The Skud

Great design concept. But, 500 ml in 2 hours is too little and too long. And this is solar powered so you will have to be stationary for 2 hours. Self defeating.


I am planning a climb up an 8000 meter mountain this summer. I was thinking that this might be a good solution to the drudgery of having to spend half the day melting ice for drinking.


Obviously, this guy got an engineering degree without having learned anything about engineering. If this device covered a MUCH larger area with something light like mylar, it might actually have some potential. As it is, it is an embarrassing failure.


I think it's a great idea. I'd love to see how efficient it is and if it could be integrated into solar hot water for the home. Humans are very wasteful with energy, I'd love to see more environmentally friendly solutions like this. Obviously this wouldn't suit all climates, and latitudes but there are many in which this would work extremely well.


Interesting title but dissapointing product. I mean, my respect for the designer but two hours for boiling point it is too much time for an emergency. Well, probably in my my country with a 34 celsius average temperature work faster, or in africa.


I have to agree with the other comments, to little volume and to slow to heat it up, its just not practical. I think the design is very simple, 2 reflectors and a vacuum tube to contain the heat?

I think the idea of a solar kettle is good but it needs to be made out of more technologically advanced materials that are light weight that reflect more(or the same) amount of light.

Need more light reflecting areas that could expand, like a lightweight reflective material that could roll up.

Nathaneal Blemings

Another great British invention that needs the Japanese to perfect it & the Chinese to copy it for half the price.

Glen Aldridge

This is a brilliant fundamental idea badly in need of a redesign! It needs more mirror surface and that surface needs to be shaped in an ellipse.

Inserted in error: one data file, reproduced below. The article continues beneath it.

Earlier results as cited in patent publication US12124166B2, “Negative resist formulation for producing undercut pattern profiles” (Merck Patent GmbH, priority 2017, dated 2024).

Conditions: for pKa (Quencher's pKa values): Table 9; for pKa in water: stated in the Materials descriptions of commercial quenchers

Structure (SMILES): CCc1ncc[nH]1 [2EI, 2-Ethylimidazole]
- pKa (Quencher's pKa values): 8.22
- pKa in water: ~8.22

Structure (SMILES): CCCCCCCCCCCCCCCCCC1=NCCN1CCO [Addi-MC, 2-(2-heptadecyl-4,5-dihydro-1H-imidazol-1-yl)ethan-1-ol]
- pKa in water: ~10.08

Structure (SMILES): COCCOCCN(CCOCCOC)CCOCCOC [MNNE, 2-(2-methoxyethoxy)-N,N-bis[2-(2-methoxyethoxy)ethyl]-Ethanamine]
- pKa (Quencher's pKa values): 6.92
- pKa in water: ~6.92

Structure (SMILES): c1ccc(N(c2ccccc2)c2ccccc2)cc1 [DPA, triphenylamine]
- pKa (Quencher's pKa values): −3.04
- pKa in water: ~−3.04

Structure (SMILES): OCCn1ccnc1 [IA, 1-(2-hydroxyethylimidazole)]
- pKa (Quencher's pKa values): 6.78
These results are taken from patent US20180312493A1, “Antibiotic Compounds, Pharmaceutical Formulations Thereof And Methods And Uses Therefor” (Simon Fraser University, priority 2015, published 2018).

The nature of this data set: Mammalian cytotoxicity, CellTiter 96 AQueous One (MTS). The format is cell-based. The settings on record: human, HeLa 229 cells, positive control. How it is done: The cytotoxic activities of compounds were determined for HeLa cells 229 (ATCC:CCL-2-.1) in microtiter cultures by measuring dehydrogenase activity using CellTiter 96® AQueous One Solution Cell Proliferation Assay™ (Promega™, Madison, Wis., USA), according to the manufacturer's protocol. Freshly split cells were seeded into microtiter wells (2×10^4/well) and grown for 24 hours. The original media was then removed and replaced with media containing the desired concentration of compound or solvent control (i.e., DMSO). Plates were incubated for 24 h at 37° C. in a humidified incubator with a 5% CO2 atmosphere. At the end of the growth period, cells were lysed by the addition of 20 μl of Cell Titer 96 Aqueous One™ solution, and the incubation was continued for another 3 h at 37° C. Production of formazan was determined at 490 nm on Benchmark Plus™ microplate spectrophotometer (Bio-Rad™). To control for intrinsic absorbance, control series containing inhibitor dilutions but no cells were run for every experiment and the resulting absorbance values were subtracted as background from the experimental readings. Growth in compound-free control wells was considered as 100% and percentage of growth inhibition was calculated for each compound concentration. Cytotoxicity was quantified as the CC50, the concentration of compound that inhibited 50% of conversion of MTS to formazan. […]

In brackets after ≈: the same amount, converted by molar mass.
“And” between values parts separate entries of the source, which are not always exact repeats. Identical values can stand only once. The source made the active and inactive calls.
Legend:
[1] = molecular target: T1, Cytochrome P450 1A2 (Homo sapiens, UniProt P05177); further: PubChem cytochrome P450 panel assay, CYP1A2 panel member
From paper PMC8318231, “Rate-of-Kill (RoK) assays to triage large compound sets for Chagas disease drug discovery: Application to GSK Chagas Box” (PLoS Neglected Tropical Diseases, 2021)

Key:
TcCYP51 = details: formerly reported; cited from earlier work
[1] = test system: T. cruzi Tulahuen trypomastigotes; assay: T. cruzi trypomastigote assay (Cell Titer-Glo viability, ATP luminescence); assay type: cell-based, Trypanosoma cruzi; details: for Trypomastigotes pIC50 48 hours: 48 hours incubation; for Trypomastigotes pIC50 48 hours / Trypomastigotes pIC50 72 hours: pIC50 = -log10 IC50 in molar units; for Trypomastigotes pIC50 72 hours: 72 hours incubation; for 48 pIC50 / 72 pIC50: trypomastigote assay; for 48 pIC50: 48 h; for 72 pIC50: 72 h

Timothy Rohde

This is not an especially new idea, just a limited implementation of someone else's great idea. Some years ago I saw several variations of this where the solar concentrator was rather like an umbrella and since it had a much larger reflector the cooking time measured in minutes not hours. This would be greatly improved with a collapsible mylar reflector modelled either like an umbrella, or a trough mirror, etc. There are many ways to do this none of which are particularly novel but are still great solutions. And, yup, the Chinese will steal & reverse engineer this and find some place to make it at slave labour rates & conditions whereupon it will be shipped to stores where local retail serfs will be paid squat to put stuff on shelves.


I saw the product at a show at a world festival here LA and was impressed. For us, it makes perfect sense with the weather we have. They did tell us that is works with clouds in sky, although I'd like to verify that. All in all, it's a great entrepreneur's product and I wish them well.


I think it is a great idea, just ordered one, and I'm thinking of hanging it in my office window that faces the morning sun.. get to office and hot water is ready to make tea or coffee.

Rodger Evans

Two hours til coffee when camping? No thanks, I'll build a fire.

Suspicious Chihuahua

As others said - too little water and too much time to be practical yet.

If they hooked that thing up to batteries to keep batteries charged (and maybe added a wind up battery charger as well) and then used a battery assist to speed it up that might make it more practical.


man.. bunch of people in a real hurry when they go out hiking. Yes perhaps you should have your own jetpot if you need water that fast. 2 hours for 1/2 a liter is fine, and pretty fantastic for a solar device of that size.